Depictions of industrial technology
As the Industrial Revolution morphed into the technological development and new types of building in the cities of the 20th Century, some artists painted their fascination with the changes going on around them. Grace Cossington-Smith was mesmerised by the construction of the Sydney Harbour Bridge. Her series of pictures show some details and history of development that no photograph of the time could portray as accurately. Two of the pictures can be seen at: http://www.ngv.vic.gov.au/col/work/3007 , and http://www.artgallery.nsw.gov.au/galleries/australian/featured-works/cossington-smith/
Cossington-Smith was following a long tradition (dating at least from the Middle Ages) of depicting cityscapes and machinery. Scientifically, as well as historically, these paintings can show future generations not only what type of technology was used in the past, but how and when changes were intitated. (http://www.theartwolf.com/articles/cityscape-painting.htm)
Children's drawings may show more than they can describe in words
In an opinion piece on “The Conversation” website, an education researcher from the University of Canberra commented that children can draw ideas before they can write them down. She suggests that their pictures should be taken more seriously because they may portray something in the child's life that others have not noticed. Talking about it with the children may help them explain their observations in words or stories. She then extends this idea to encourage us all to draw something, or even just sketch a mind-map, before we commit our thoughts to paper. Who knows what we may reveal, that we hadn't thought about in words! (http://theconversation.com/want-to-improve-your-kids-writing-let-them-draw-25007)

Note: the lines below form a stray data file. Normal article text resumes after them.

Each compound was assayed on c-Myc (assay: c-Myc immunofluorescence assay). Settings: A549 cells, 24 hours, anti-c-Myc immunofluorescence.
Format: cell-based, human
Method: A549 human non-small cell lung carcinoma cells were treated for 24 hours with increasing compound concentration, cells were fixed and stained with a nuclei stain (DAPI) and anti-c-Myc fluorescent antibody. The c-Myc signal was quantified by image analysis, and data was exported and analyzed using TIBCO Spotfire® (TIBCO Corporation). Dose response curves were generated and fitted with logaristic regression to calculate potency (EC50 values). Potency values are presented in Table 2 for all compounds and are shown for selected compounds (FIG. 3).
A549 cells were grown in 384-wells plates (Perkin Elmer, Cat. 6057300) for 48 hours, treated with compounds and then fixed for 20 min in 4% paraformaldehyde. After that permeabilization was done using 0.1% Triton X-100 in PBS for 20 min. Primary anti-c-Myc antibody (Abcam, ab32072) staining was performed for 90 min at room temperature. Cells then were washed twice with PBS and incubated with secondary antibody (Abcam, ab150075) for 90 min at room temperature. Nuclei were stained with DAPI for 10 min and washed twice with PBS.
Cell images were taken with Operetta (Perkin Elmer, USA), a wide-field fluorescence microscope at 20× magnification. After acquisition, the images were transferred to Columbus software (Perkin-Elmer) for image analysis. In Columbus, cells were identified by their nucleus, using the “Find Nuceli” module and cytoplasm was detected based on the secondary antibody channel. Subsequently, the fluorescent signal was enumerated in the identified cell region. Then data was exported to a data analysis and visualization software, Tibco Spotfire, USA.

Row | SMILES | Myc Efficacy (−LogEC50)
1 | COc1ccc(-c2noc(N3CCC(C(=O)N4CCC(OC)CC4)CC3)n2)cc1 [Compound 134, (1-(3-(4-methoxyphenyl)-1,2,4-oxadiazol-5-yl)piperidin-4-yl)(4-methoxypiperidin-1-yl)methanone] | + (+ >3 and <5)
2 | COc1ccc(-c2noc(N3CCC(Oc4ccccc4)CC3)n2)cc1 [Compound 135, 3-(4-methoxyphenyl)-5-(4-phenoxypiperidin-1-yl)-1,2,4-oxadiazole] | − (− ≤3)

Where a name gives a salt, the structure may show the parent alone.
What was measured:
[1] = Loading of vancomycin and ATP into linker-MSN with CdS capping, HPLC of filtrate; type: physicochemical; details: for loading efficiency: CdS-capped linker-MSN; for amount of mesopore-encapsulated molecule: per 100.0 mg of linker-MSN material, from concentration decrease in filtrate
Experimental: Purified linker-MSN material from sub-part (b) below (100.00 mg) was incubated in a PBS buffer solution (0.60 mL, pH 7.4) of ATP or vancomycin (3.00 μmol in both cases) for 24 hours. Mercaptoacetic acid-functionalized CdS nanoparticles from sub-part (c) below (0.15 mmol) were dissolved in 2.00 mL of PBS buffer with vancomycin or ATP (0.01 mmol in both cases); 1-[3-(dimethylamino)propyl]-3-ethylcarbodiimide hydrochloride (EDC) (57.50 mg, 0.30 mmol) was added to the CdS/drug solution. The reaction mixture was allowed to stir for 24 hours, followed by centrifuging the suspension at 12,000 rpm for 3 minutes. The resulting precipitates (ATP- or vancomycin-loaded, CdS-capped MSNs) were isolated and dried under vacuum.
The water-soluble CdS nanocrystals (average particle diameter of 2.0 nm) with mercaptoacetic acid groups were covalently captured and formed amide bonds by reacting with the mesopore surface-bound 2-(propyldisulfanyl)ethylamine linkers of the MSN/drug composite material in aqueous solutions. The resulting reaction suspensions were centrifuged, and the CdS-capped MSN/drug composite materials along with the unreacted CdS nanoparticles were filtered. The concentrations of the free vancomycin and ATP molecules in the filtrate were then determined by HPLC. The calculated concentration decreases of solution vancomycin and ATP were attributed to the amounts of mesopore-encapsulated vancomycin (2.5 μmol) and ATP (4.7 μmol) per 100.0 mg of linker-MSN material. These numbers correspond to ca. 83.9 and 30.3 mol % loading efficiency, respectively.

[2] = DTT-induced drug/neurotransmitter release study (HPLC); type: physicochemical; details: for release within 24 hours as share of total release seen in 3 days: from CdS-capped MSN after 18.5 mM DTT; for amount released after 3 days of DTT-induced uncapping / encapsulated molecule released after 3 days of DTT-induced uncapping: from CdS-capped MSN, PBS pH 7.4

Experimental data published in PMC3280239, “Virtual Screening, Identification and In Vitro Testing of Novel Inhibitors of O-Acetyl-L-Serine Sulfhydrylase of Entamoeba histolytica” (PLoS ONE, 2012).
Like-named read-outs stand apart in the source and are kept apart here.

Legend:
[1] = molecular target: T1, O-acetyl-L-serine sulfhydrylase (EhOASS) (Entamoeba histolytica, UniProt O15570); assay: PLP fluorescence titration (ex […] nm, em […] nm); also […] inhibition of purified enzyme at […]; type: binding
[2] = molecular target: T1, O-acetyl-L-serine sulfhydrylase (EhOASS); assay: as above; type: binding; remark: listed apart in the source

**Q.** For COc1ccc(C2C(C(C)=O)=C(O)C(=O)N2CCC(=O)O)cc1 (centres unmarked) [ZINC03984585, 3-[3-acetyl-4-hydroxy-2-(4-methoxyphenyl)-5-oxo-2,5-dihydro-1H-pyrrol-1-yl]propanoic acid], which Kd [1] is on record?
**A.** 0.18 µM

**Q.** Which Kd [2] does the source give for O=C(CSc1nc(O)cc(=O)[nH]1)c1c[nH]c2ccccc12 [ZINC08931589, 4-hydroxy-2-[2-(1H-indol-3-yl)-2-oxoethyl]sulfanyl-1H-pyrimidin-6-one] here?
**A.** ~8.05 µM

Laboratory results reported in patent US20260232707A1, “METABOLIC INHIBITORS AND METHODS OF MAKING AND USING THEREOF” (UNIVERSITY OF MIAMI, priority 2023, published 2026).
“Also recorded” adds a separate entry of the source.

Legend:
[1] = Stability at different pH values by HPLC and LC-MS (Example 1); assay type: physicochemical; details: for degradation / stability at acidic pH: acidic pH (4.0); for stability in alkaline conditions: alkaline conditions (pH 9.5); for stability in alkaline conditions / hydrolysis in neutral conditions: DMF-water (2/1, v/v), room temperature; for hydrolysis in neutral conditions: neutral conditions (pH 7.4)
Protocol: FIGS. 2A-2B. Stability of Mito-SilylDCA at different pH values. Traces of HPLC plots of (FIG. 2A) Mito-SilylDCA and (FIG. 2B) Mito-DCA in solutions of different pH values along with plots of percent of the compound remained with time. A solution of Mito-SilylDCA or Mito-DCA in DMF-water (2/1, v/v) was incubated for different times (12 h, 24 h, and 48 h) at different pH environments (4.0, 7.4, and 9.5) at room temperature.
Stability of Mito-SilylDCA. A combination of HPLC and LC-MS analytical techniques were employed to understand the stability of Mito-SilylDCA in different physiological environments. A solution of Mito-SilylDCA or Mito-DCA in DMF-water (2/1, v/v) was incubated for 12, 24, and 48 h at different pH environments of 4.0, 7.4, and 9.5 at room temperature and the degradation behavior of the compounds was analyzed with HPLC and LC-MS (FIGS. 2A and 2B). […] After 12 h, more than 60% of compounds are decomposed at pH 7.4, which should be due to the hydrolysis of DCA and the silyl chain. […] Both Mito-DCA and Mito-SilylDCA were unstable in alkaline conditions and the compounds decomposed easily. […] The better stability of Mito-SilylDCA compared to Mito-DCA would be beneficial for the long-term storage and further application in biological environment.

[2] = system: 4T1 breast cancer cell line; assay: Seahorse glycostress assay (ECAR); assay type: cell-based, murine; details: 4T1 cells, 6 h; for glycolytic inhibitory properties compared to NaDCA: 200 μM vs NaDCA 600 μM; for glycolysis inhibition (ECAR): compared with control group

But warning! Be careful pictures don’t destroy language
It is said that a picture can convey a thousand words – but when finding pictures to illustrating stories, it is important to think carefully about totally substituting too many pictures for “not enough” words. Some very recent studies indicate that, for children, more than one illustration per page can hinder the children learning enough words to develop their vocabulary. (https://www.sciencedaily.com/releases/2017/06/170630104806.htm)
My science advisers say that something similar can happen in scientific texts and websites — too many gratuitous pictures that do not really help to explain the concept! Possibly a case of too much of a good thing, now that pictures are so easy to come by on our all-pervasive internet.
I am happy to stick with my hands and my brushes and paints, and paint what I feel and see. Wouldn't it be a great legacy of my own Mission if someone in the future could find something of scientific value in one of my paintings, that I never knew was there!
Dr Mark Tronson is a Baptist minister (retired) who served as the Australian cricket team chaplain for 17 years (2000 ret) and established Life After Cricket in 2001. He was recognised by the Olympic Ministry Medal in 2009 presented by Carl Lewis Olympian of the Century. He mentors young writers and has written 24 books, and enjoys writing. He is married to Delma, with four adult children and grand-children. Dr Tronson writes a daily article for Christian Today Australia (since 2008) and in November 2016 established Christian Today New Zealand.
Mark Tronson's archive of articles can be viewed at http://www.pressserviceinternational.org/mark-tronson.html